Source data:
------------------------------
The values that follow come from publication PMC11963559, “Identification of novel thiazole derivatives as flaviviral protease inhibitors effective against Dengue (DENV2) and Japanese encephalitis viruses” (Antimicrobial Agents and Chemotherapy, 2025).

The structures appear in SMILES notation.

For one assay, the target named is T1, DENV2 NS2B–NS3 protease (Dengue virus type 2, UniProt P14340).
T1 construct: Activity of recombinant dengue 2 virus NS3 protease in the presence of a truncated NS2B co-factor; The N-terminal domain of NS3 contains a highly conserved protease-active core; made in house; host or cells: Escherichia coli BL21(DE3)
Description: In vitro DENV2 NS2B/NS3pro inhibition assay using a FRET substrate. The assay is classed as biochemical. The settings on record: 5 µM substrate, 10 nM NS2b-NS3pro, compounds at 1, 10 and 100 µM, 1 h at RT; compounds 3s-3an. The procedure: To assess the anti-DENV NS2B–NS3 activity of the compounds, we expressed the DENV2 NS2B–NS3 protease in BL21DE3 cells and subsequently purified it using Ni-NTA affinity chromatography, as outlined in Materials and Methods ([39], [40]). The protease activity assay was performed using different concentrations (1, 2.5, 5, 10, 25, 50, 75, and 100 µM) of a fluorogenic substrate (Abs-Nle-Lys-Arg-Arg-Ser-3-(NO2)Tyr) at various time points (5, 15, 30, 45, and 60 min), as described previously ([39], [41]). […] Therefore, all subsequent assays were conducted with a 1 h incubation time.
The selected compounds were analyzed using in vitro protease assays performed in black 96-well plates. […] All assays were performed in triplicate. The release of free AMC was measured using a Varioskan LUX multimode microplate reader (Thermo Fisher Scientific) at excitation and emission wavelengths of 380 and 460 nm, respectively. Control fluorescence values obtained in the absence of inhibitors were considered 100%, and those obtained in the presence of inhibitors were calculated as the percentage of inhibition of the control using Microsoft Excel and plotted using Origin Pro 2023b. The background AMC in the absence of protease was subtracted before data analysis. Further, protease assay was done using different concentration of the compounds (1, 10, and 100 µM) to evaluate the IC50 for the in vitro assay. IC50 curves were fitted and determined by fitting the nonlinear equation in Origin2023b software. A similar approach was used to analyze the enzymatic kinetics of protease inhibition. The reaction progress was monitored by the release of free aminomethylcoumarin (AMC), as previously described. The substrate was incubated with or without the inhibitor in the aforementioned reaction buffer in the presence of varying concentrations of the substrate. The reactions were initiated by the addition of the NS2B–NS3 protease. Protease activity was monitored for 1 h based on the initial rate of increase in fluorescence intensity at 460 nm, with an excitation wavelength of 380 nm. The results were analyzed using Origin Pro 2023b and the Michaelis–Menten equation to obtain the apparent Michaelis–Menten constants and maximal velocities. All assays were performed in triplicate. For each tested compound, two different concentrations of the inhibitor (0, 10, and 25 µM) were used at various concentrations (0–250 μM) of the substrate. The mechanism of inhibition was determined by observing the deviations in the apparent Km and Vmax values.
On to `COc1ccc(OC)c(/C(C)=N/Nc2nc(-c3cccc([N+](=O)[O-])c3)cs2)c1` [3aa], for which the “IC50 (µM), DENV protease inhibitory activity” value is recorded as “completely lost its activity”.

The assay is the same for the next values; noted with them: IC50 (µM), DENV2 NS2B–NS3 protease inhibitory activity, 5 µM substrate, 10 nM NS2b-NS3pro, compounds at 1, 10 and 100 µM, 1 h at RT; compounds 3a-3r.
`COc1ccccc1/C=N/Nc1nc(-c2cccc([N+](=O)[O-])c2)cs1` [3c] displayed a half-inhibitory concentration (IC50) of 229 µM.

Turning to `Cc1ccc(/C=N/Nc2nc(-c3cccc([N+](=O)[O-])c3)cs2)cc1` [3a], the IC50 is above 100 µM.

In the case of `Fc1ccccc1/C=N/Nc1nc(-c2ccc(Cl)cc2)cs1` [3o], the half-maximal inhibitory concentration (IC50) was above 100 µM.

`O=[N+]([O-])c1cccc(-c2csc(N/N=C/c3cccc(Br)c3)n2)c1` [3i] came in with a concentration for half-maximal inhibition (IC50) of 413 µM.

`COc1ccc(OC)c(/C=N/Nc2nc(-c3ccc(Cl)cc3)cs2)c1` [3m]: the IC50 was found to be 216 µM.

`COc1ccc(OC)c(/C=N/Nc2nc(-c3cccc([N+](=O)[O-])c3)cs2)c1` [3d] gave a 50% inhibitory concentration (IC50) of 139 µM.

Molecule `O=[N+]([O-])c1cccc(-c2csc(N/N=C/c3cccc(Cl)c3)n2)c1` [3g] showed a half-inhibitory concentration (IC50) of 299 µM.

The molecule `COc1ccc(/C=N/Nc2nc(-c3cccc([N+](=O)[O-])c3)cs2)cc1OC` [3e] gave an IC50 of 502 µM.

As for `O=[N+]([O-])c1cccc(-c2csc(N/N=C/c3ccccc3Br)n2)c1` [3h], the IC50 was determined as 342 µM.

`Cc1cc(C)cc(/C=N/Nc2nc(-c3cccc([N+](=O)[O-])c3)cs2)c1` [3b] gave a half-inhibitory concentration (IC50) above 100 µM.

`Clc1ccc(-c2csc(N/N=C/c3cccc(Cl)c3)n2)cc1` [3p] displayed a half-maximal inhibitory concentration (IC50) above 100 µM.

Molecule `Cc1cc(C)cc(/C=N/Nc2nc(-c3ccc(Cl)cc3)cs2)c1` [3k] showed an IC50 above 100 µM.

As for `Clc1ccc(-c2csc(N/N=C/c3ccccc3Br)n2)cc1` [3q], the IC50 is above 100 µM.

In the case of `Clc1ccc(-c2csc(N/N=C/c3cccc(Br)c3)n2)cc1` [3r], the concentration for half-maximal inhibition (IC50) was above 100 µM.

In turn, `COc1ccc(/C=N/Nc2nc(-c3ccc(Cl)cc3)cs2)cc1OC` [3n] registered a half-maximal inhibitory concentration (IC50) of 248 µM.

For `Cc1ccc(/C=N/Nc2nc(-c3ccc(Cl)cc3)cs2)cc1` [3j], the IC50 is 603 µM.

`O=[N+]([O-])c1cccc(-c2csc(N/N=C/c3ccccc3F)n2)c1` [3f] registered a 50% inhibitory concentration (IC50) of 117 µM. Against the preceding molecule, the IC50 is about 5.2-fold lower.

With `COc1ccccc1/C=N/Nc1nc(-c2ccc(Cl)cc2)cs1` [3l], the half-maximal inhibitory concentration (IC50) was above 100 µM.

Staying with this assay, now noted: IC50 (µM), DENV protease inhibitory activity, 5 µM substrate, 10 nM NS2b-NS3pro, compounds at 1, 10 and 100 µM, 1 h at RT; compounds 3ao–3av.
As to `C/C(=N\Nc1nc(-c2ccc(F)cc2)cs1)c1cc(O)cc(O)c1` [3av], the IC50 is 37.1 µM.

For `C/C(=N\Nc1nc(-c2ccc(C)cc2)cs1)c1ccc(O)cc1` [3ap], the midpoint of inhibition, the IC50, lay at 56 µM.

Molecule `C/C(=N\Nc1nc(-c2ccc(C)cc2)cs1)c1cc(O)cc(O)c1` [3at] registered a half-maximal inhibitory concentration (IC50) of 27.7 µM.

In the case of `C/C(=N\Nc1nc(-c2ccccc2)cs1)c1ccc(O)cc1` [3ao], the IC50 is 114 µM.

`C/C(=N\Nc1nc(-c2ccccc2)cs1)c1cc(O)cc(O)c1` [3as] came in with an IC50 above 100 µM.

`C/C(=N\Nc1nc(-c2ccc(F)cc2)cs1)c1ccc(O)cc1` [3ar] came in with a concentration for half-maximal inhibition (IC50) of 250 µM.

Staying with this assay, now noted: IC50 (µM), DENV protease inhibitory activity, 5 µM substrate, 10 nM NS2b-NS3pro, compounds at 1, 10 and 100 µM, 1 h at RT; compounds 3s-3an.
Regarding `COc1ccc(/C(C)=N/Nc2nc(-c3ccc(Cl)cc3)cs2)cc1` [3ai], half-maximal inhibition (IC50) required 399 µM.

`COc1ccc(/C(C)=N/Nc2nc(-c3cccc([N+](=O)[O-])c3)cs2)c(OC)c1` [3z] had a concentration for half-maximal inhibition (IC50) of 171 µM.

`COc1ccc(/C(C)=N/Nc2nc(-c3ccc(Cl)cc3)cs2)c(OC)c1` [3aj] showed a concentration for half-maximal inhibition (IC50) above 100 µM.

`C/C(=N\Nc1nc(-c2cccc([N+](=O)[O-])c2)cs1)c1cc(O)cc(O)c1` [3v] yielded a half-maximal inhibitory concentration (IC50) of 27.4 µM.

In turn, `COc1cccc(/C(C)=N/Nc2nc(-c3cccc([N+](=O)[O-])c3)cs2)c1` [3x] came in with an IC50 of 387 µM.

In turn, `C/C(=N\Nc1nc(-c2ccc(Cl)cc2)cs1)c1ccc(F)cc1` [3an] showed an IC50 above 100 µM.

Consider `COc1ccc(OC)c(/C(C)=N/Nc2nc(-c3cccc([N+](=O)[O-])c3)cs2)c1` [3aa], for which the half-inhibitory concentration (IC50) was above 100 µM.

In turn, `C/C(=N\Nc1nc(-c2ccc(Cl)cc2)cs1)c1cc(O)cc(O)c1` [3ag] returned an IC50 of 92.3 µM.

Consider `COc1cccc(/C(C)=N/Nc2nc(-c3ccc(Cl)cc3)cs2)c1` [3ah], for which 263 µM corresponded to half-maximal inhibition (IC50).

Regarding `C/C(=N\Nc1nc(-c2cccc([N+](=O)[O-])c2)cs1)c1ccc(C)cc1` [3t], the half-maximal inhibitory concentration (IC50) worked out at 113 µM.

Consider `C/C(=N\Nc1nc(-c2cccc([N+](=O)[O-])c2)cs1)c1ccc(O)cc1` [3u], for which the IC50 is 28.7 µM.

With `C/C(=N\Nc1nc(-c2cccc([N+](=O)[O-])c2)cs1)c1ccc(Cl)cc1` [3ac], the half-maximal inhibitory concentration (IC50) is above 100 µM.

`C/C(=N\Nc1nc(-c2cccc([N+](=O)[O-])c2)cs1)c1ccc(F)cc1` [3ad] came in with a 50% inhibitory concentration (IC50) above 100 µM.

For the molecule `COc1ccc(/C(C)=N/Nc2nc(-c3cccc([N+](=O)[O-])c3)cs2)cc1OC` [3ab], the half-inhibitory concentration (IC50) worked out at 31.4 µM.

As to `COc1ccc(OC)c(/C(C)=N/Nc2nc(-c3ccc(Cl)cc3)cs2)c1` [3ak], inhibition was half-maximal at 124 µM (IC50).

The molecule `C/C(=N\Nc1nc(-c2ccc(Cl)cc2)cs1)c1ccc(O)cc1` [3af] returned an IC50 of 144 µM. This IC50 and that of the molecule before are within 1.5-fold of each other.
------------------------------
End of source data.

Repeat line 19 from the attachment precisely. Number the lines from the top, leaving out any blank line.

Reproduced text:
`Clc1ccc(-c2csc(N/N=C/c3cccc(Cl)c3)n2)cc1` [3p] displayed a half-maximal inhibitory concentration (IC50) above 100 µM.